Shadi’s most recent essay serves as a very tidy exposition of why he and I have been doing Wisdom of Crowds for all this time: “Agreement is nice. Disagreement is better,” to quote our freshly-minted motto. Here, in broad strokes, we agree: carefully thinking about disagreement is incredibly important.
But I tend to put things in a more somber register than Shadi does, in ways that don’t necessarily make for pleasant mottos. Rather than optimistically latch on to the fact that modern democracy appears to have been able to manage deep difference over time, I’m more drawn to breaking points and limits. I’m interested in exploring where some sunny assertions about democracy—and assertions that flow from the idea of democracy—cease to make sense. (Maybe that makes me “reckless”? Whatever.)
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One such limit case pertains to political community. Democracy operates on the premise that the people decide. But who are these people? Shadi has a passage in his most recent essay that jumped out at me:
First, consensus is only possible in homogeneous societies with a strong, shared national identity, something that most Western democracies can no longer claim. And because Western democracies tend to have strong enough liberal streaks, there’s no plausible path back to sameness, whether real or imagined. It’s too late, in other words.
I think this flattens things; “Western democracies” as a catch-all troubles me. I don’t think Western democracies have the same conceptions of “the people” and their role in governance. And I’m not sure homogeneity is the right frame through which we should look at democracy being able to function.
There’s a passage in Gordon Wood’s fantastic pamphlet Representation in the American Revolution that has stuck with me through the years. Wood tells the tale of how the rambunctious debates leading up to the ratification of the Constitution shaped up, and how the Federalists triumphed over their naysayers in legitimating the innovative system of representation that forms the bedrock of American democracy.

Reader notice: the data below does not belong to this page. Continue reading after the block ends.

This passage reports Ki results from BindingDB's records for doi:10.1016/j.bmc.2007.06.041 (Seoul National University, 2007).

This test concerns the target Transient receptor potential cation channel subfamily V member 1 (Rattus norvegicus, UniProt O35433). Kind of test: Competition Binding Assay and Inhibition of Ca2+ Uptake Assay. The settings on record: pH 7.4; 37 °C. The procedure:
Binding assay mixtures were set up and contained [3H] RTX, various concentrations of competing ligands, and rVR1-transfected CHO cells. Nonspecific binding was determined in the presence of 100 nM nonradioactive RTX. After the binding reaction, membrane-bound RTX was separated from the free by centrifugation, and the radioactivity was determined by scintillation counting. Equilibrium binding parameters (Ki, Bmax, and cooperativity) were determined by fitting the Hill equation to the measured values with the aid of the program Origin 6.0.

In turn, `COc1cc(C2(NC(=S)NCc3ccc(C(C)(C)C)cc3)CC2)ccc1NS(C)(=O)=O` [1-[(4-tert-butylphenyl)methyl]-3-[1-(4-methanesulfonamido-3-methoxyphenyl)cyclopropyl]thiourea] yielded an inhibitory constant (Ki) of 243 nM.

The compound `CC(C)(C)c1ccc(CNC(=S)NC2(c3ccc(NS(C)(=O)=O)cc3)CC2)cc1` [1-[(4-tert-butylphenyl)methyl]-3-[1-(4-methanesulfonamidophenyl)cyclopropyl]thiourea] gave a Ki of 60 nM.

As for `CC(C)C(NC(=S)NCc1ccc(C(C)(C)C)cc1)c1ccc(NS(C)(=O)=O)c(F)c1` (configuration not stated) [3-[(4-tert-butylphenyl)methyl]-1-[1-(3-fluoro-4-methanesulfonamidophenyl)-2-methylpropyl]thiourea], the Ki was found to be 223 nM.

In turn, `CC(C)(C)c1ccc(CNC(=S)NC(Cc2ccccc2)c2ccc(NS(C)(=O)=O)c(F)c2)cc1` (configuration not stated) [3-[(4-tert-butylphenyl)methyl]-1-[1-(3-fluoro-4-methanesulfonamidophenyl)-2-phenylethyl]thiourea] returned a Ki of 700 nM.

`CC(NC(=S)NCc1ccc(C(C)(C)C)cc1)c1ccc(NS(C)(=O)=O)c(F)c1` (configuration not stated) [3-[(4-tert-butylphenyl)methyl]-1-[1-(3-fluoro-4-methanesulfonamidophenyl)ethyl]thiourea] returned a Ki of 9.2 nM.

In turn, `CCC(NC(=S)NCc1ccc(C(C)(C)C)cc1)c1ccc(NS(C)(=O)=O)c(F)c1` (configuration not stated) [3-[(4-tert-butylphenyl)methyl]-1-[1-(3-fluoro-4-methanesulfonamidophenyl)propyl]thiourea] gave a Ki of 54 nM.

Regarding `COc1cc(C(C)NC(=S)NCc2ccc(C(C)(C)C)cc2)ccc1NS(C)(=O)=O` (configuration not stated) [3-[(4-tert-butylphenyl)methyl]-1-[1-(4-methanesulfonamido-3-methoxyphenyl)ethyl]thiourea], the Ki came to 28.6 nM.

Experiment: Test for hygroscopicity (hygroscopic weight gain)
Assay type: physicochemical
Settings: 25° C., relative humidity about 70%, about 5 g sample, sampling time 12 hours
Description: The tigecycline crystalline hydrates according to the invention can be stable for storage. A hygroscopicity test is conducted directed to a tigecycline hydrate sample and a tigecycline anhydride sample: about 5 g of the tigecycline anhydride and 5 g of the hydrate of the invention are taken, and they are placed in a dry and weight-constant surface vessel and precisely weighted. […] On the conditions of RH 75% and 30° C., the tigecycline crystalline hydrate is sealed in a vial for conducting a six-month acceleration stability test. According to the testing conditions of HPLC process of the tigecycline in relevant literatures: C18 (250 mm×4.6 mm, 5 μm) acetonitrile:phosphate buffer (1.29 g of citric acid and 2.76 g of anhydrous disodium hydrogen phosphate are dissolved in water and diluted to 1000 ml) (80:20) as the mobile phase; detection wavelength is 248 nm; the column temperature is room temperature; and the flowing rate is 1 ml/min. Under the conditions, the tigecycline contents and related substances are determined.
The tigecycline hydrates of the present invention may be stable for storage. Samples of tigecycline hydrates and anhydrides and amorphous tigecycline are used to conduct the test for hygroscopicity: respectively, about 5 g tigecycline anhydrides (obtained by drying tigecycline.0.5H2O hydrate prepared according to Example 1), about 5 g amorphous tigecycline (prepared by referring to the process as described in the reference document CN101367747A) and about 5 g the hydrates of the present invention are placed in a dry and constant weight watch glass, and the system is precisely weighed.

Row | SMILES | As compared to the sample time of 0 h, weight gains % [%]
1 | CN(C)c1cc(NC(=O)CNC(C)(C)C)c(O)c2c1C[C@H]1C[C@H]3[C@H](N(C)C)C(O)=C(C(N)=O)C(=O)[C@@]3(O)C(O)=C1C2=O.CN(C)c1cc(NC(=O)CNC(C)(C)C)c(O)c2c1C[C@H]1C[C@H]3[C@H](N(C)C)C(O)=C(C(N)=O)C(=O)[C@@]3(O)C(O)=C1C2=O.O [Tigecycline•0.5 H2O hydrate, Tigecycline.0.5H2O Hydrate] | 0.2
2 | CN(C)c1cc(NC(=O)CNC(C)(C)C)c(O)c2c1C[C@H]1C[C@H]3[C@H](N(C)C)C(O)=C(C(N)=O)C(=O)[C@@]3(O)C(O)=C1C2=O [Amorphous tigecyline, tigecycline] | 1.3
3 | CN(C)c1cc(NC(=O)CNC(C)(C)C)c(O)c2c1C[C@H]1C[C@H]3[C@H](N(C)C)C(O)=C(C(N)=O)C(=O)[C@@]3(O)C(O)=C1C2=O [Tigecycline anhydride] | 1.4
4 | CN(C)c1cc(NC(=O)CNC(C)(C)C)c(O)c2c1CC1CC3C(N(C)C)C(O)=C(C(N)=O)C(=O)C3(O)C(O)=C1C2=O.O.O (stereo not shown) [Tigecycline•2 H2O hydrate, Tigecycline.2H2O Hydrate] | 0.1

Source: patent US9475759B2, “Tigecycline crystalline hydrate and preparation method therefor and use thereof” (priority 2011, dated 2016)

The problem in post-Revolutionary America was that large swaths of the country no longer believed in the kind of representative model that defined English democracy. They clamored for a more direct model of participation. The country was always very diverse, and the various factions and interest groups demanded to have their say.
The Founding Fathers, steeped in classical philosophy on the subject, had created a federal structure that strove to both balance branches/estates—the monarchical executive, the more aristocratic Senate and the more democratic House of Representatives, and the completely insulated clerical judiciary—but also insulated the federal center from the narrow interest politics that dominated the more dysfunctional state governments.
But their model was distrusted. It smelled too much like what many Americans felt the Revolution was fought against—the kind of model which allowed Britain to claim that its colonists were adequately represented in Parliament, and as such that they had to abide by the laws that Parliament passed on their behalf, from taxation on down.
The Federalist response was an ingenious one. They made the rhetorical argument that the American system of representation was fundamentally different from all the models that had come before. Even though the President, the Senate, and the judiciary appeared aloof, they too were just as representative of the people as any other representative body, from the local to the national level. This was revolutionary.
Here’s the memorable Wood passage: